Education From Our Research Center

The Nation Spends $649 Billion on K-12. How Much Does Your State Spend?

By Daarel Burnette II — January 09, 2018 1 min read

American taxpayers spent close to $649 billion on its K-12 schools in 2015. That’s according to a new survey released by the National Center for Education Statistics.

That’s up 3 percent from the $628 billion the country spent in fiscal year 2014, according to the Jan. 9 report (that does not include facilities costs).

Education Week’s Research Center put together a searchable database to help you find out how much your state spends (scroll to the bottom).

While that may sound like a lot of money, local school district officials frequently complain that it’s still not enough to cover the increasing day-to-day expenses of operating schools. That includes paying for qualified teachers, extracurricular activities, and technology, all the things parents—and colleges’ admissions officers—demand today. And this year, even though many states are proposing to keep statewide school spending steady or even increase it, many local districts will see budget cuts, a phenomenon I wrote about in 2016 in a profile of an urban superintendent in Iowa.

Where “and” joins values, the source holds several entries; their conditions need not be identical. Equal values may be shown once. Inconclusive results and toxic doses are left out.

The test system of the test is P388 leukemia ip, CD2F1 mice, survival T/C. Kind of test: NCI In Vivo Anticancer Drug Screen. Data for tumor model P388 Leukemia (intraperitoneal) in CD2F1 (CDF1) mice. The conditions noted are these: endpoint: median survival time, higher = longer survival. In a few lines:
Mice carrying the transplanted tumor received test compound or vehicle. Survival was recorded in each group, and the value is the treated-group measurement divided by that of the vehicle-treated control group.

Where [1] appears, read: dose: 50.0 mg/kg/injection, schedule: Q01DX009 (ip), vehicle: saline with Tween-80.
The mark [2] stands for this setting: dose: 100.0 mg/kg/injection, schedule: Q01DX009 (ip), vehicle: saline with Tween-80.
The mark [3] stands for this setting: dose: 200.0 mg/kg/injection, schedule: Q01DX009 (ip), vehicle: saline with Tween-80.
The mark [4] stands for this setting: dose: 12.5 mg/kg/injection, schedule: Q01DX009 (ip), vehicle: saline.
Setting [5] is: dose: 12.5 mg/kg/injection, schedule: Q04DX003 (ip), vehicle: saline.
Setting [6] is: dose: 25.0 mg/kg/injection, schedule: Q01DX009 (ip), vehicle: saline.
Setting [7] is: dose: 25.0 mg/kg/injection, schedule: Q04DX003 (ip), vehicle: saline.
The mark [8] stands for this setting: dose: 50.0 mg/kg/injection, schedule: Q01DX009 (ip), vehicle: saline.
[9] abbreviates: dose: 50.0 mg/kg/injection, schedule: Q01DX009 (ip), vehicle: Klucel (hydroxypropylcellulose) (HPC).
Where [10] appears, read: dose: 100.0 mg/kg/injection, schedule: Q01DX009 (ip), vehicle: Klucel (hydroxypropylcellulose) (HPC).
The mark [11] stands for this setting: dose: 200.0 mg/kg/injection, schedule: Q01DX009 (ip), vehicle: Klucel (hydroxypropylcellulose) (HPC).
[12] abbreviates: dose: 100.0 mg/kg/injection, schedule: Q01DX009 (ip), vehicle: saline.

Interesting fact: America spent $601 billion on its military in 2015.

NCES surveyed all 50 state education agencies to gather detailed inforfmation about school revenue. Among its findings:


  • State and local governments provide the bulk of education K-12 funding. In 2015, state and local governments spent $594 billion, or 91 percent of all K-12 revenue.
  • States spent on average $12,903 per student. But that ranges dramatically. New York spends on average $20,744 per student, while Utah spends $6,751.
  • Schools’ biggest costs were salaries and wages. In 2015, states spent $459 billion, or 80 percent of its money, went to paying pensions and salaries.

The graphic below, compiled by the Education Week Research Center, gives more-detailed information about local, state, and federal education spending.

A version of this news article first appeared in the State EdWatch blog.

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